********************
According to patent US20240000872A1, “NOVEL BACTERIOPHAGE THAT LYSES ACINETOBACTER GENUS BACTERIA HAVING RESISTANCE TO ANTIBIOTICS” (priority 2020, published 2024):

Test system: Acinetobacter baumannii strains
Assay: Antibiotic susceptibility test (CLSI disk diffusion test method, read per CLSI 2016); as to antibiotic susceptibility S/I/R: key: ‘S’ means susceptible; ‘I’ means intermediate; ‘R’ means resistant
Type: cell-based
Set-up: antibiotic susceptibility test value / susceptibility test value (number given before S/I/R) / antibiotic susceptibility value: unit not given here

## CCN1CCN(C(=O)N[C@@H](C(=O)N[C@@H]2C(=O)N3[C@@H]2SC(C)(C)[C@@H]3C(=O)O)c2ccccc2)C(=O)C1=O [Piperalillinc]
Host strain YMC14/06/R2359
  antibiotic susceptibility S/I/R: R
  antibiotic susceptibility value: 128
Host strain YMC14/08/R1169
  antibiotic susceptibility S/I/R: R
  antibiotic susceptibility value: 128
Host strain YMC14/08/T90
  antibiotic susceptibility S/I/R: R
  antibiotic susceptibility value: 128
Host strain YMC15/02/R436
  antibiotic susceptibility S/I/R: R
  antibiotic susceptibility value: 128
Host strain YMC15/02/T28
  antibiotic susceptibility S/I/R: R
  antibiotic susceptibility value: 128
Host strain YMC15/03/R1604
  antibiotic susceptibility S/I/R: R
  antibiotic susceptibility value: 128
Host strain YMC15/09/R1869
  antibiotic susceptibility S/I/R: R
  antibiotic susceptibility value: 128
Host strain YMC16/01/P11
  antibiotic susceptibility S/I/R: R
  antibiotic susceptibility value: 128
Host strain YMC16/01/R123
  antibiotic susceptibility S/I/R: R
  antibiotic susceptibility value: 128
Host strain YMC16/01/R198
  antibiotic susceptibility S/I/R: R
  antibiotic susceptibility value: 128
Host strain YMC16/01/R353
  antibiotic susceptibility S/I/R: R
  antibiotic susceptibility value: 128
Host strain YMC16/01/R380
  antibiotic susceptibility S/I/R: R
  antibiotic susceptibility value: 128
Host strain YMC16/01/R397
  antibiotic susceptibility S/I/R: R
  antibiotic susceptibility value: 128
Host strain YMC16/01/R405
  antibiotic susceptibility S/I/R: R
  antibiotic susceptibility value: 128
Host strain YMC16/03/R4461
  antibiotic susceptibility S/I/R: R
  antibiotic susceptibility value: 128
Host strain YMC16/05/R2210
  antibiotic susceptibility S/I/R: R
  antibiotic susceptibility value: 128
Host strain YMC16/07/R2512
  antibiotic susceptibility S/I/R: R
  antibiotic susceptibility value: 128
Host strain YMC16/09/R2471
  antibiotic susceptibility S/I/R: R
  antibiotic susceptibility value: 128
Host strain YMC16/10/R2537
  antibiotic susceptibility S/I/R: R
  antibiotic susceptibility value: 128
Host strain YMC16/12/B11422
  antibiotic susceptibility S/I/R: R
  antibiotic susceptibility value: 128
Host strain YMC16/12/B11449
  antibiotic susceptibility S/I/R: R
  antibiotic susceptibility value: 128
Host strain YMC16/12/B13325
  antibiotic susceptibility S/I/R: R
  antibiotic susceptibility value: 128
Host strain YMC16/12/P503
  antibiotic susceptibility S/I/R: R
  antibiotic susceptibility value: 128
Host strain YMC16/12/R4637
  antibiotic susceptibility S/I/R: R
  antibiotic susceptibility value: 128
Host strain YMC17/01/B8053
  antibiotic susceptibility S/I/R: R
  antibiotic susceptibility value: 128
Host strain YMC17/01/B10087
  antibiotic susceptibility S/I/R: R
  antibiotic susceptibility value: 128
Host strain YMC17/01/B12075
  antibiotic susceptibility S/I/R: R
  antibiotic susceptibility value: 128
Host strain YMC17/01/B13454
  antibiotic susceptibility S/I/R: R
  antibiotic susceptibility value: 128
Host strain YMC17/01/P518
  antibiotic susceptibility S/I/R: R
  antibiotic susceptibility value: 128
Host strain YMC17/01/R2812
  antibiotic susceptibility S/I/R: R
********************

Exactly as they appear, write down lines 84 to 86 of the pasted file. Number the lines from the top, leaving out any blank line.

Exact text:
  antibiotic susceptibility value: 128
Host strain YMC17/01/B12075
  antibiotic susceptibility S/I/R: R